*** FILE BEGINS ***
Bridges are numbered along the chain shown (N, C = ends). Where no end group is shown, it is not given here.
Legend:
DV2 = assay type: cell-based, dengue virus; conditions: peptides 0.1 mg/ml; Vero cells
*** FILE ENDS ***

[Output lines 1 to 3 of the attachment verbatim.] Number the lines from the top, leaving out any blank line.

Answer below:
Bridges are numbered along the chain shown (N, C = ends). Where no end group is shown, it is not given here.
Legend:
DV2 = assay type: cell-based, dengue virus; conditions: peptides 0.1 mg/ml; Vero cells